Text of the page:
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White House Readies Coal Ash Evaluation

Wednesday, February 29, 2012

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As the abrasive blasting industry awaits long-stalled federal regulations on Coal Combustion Residuals, the Environmental Protection Agency has reaffirmed its desire to keep hands off CCR products that are “beneficially reused.”

And there are signs that the much-delayed rule itself may at last move forward.

In a new White House response to a petition by coal-ash advocates, EPA Assistant Administrator Mathy Stanislaus says the agency is nearly ready to release “a process evaluating the environmental acceptability of coal ash that is beneficially used.”

Two Disposal Options

It has been more than 20 months since the EPA first proposed a rule that spelled out two regulatory alternatives for the design and management of coal ash disposal facilities.

This would be the first time that EPA has regulated disposal of CCRs, generated by electric utilities and independent power producers.

Both options in the EPA’s proposed rule fall under the Resource Conservation and Recovery Act (RCRA). One would regulate the residuals as hazardous waste; the other would regulate them as non-hazardous.

The “hazardous waste” option would have costly implications for the $200 million abrasive blasting industry, which has vigorously opposed that designation.

Petition Action

In September 2011, after nearly a year of inaction on the rule, an industry-supported group called Citizens for Recycling First petitioned the Obama administration to “protect coal ash recycling by promptly enacting disposal regulations that do NOT designate coal ash a ‘hazardous waste.’"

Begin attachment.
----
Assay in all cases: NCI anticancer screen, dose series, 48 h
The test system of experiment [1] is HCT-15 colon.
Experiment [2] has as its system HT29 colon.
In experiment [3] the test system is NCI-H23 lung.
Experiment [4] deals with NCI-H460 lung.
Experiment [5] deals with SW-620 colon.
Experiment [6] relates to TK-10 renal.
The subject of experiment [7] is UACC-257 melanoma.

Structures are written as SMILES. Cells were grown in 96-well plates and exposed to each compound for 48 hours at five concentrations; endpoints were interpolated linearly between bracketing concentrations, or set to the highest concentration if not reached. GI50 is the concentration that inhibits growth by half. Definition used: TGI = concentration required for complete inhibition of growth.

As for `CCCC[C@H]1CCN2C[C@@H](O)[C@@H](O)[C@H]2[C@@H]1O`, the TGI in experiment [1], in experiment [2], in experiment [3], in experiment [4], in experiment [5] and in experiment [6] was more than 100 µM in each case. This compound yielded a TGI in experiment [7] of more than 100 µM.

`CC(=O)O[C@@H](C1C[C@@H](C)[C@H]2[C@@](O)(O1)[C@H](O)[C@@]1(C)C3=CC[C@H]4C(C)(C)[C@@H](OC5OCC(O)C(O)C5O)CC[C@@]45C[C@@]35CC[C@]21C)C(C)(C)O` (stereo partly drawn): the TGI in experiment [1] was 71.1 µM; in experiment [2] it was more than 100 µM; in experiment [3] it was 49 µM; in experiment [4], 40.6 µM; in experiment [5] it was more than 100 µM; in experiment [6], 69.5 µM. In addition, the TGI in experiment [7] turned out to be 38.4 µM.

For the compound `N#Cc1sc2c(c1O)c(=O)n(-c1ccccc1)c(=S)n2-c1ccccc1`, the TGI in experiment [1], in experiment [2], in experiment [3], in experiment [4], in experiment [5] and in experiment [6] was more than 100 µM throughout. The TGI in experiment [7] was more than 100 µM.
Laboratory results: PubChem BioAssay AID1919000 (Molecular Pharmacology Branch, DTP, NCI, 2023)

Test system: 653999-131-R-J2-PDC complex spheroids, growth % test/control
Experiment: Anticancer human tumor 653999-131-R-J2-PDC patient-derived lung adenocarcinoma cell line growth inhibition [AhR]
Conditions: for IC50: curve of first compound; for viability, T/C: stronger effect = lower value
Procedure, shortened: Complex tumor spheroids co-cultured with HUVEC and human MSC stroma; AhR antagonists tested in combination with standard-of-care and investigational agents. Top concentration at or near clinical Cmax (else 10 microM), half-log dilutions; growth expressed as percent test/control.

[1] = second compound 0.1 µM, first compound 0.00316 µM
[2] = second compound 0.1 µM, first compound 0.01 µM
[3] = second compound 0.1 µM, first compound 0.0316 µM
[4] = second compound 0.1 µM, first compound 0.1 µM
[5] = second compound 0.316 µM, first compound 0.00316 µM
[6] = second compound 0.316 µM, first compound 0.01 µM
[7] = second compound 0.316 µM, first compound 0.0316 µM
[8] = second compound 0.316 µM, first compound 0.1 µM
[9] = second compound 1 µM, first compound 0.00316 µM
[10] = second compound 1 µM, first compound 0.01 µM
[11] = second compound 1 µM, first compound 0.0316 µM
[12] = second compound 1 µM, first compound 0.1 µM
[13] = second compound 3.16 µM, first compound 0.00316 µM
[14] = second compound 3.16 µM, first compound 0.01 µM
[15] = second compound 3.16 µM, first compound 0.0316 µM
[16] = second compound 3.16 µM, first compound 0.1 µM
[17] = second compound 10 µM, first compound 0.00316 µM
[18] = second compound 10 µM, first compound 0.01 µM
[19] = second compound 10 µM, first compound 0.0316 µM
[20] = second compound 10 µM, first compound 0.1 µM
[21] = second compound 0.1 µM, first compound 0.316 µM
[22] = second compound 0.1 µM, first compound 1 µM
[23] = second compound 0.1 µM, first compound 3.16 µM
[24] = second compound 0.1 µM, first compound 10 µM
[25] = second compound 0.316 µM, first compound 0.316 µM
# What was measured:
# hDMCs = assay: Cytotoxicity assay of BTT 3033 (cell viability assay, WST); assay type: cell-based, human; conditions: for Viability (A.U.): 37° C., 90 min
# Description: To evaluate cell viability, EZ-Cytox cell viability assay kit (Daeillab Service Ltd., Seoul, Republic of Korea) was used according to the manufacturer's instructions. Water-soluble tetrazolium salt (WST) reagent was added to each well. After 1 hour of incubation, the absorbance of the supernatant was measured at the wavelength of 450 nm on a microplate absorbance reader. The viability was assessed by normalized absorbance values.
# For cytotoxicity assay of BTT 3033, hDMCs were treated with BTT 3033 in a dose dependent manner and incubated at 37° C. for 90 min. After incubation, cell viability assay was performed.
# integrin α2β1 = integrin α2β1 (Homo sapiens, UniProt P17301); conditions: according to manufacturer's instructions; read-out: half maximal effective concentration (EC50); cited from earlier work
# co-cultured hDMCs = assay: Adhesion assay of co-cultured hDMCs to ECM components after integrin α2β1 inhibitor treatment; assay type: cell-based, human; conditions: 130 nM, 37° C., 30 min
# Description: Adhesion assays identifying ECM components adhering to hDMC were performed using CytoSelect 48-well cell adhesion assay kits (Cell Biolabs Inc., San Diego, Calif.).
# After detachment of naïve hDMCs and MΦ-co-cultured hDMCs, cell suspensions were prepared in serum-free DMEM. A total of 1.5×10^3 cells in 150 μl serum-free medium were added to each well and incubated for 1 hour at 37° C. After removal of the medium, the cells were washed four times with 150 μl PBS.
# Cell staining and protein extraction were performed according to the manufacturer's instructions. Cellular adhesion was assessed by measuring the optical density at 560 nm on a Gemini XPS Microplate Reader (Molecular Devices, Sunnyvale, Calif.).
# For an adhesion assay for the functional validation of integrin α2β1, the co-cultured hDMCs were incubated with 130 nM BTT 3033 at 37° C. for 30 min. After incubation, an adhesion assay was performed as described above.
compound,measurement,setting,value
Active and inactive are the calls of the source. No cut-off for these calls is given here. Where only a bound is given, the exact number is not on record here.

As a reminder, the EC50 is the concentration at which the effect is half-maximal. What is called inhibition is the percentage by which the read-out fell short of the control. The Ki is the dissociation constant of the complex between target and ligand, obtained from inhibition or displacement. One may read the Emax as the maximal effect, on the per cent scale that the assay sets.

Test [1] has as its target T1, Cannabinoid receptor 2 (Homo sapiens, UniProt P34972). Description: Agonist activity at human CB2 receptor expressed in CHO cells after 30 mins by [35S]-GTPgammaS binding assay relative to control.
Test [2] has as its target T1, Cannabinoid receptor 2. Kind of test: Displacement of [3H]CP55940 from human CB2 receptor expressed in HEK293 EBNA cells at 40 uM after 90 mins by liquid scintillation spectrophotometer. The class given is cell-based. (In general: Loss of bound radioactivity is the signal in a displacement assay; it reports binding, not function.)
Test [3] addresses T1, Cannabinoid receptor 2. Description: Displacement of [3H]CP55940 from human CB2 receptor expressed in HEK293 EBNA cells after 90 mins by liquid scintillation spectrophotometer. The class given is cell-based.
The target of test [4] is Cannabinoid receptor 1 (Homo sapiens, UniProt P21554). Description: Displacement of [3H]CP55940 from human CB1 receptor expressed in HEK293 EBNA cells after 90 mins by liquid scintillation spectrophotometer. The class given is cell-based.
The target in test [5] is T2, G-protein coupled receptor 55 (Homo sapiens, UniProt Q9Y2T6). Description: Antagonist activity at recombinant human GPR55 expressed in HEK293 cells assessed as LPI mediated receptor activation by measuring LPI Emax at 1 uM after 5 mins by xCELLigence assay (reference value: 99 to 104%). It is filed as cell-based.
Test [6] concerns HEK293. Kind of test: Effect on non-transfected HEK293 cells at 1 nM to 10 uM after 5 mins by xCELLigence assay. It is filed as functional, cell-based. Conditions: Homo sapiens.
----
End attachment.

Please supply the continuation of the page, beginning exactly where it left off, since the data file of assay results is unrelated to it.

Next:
“Citizens for Recycling First believes the best solution for coal ash disposal problems is to quit throwing coal ash away,” the petition says.

The group contends that continuing uncertainty over the rule and the future of coal ash disposal has begun to reduce the amount of coal ash recycled for beneficial reuse as abrasives, roofing granules, road traction material, wastewater filtration system component, mineral fillers in asphalt and other purposes.

About 136 million tons of coal ash was produced in 2008, with “over 44 percent” of it recycled, according to the American Coal Ash Association.

But now, the petition says, recycling “is threatened by irresponsibly labeling coal ash as ‘toxic’ or ‘hazardous.’”

In one month, the petition gathered more than 5,400 signatures—enough to warrant an administration response.

White House Response

That response, titled “The Safe Beneficial Reuse of Coal Ash,” came last week in an email from the White House. The response was written by Stanislaus, Assistant Administrator of the EPA’s Office of Solid Waste and Emergency Response (OSWER).

The response seemed to echo the EPA’s historic support for reuse of coal ash—a level of industry support that has actually drawn criticism from EPA’s own Office of Inspector General. Nevertheless, the agency has been in no hurry to reconsider its long-held position—formalized in a 2000 Regulatory Determination—that beneficial use of coal ash is not harmful.